headless/HPC use of QIIME

Hello everybody,

First off: Thanks for developing QIIME!

I have a few questions and points regarding headless use of QIIME.

For the last two years I’ve been using QIIME1 and I have only dabbled superficially with QIIME2 a couple of months ago. While the new features are great, one thing that has put me off, was the move from log-files to interactive outputs.

I understand this move should enable less-computing-literate scientists to analyse data. However, I found, though this might just be my very personal case at my university, that it is easier for me to get access to HPC, than setup QIIME on a VM or server where I can run it interactively in a notebook. Installation via conda commands also seemed to be quite straightforward.

Yet, on HPC this high level of interactivity makes data processing less convenient. I have to copy outputs and have to have another local installation of QIIME to inspect the output.

Is there a plan to make a more HPC/headless-friendly version of QIIME2?

Originally I’ve asked a question about running QIIME1 headlessly:

is there a flag that could be set during QIIME installation to configure it for headless use? Or are there flags to run certain scripts/programmes headlessly?

I’ve now come across a Thermokrast’s post here, which sheds a little light as to why matplotlib is configured the way it is.

matplotlib default config varies from installation to installation, it depends on what libraries are available at install time (e.g. qt). Some environments (such as an academic HPC) might have their own matplotlib configs, so we generally steer clear from forcing all of our users to use our config for third party tools. The example I linked to above recommends using Agg as the backend, but there might be other users out there who prefer to use a different offscreen render (or a custom render even!). Similarly, matplotlib also supports per-project configs, which we also don’t want to interfere with. Anyway, we will support some form of general QIIME 2 config in the future — perhaps it is worth continuing this discussion then, to see if there is some way for us to provide a fallback config for tools like matplotlib. Thanks!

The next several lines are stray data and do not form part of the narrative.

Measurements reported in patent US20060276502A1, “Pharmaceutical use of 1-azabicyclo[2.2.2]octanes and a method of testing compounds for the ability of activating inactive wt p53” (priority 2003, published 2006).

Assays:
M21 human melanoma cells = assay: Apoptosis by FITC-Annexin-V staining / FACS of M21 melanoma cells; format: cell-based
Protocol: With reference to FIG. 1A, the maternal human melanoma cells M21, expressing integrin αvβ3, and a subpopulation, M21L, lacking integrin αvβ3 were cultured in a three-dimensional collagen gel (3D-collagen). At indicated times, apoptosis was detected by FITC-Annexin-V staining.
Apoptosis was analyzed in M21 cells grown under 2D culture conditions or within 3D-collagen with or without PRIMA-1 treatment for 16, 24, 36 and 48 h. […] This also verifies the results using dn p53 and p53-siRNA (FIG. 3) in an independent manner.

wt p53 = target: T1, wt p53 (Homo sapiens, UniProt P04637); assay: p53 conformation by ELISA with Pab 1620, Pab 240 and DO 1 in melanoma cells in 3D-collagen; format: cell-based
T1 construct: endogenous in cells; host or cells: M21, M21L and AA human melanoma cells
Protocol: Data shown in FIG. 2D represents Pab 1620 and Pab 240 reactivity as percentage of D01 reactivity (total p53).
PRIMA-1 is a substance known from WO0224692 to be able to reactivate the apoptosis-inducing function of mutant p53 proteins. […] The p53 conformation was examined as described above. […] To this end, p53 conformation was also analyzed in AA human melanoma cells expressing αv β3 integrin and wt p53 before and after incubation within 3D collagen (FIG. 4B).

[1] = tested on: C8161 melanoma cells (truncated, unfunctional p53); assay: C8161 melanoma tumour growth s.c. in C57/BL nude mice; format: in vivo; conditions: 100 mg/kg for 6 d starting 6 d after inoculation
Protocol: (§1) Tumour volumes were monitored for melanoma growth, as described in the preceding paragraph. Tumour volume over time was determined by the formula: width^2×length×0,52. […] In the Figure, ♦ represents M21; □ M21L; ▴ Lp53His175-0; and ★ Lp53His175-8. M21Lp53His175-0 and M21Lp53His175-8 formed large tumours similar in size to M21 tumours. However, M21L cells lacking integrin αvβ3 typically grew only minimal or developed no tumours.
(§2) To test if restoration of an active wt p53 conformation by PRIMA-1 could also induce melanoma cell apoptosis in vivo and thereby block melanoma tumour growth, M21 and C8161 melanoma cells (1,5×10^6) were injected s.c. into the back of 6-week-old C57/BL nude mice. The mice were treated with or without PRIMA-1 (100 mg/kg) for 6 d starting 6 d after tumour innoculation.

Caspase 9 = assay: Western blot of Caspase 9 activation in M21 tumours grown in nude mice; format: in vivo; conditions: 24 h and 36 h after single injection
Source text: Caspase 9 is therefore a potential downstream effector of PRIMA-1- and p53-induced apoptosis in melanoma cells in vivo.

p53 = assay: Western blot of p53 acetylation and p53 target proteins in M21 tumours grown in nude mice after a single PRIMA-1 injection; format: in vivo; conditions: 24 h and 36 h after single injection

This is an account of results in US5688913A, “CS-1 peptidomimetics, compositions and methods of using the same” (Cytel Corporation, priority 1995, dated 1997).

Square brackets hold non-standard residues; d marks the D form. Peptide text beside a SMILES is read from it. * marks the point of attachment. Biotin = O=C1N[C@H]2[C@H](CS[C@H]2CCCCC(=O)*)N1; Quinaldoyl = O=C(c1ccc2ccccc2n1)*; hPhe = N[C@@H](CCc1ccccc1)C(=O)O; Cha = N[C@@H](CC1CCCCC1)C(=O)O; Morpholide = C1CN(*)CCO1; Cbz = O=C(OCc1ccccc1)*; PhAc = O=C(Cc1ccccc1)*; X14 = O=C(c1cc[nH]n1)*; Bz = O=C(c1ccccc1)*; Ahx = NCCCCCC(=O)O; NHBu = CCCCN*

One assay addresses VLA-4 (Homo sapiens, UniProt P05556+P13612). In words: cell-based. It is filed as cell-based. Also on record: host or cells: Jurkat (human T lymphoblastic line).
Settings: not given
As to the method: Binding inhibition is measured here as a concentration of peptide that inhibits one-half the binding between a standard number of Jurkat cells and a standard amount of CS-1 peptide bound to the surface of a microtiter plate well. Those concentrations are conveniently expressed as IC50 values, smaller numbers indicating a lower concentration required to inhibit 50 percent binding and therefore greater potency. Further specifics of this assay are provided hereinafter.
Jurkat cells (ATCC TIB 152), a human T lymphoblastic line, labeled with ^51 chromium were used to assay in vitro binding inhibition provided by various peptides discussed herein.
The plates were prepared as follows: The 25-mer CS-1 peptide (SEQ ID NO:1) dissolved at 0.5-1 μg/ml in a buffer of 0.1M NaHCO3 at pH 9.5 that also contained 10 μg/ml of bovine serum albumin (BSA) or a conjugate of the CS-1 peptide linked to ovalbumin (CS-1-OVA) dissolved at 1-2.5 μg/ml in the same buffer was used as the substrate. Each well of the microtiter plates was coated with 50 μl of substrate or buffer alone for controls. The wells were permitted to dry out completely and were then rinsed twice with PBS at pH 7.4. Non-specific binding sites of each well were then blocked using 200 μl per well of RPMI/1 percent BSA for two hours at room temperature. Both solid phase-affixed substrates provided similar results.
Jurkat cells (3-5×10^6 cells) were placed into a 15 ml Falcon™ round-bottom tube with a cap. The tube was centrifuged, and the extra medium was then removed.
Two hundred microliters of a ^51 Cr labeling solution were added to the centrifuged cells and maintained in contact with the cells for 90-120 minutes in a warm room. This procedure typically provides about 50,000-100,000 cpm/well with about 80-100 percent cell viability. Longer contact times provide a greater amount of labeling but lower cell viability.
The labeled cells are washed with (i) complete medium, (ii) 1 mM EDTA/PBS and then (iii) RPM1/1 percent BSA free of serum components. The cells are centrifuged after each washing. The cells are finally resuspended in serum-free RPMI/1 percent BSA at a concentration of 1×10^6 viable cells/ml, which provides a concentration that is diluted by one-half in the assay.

Would be possible to set the DISPLAY configuration with flags during installation or for individual scripts?


Thanks! :tada:

Please correct me if I am misunderstanding, but those are two very different concepts, right? Log files tell you something about the computational process (ancillary data), while the (interactive) outputs tell you something about the results of the computation. To that end, I think QIIME 1 and QIIME 2 are pretty similar in that respect — QIIME 1 still generated things like PDF, HTML, CSV, etc for output, while also attempting to also output logging-type info to log-files. This experience was often inconsistent (logging was performed in a variety of ways; outputs were rendered in a variety of formats). QIIME 2 attempts to codify these ideas, and make them more consistent and predicable. Logging is always on, and is always logged to stdout/stderr. Interfaces like the Studio might choose to display that log in a new tab, while q2cli will save to a tmp file (and optionally, log to stdout/stderr when using the --verbose flag). Terminal output in QIIME 2 is a Visualization, generally made up of an index.* file (index.html, index.csv, index.pdf, etc.), and by being standardized that way, it allows a variety of interfaces to know how to display these files, without actually knowing anything about the visualization (or output) in the first place. This is a pretty important concept when it comes to being decentralized!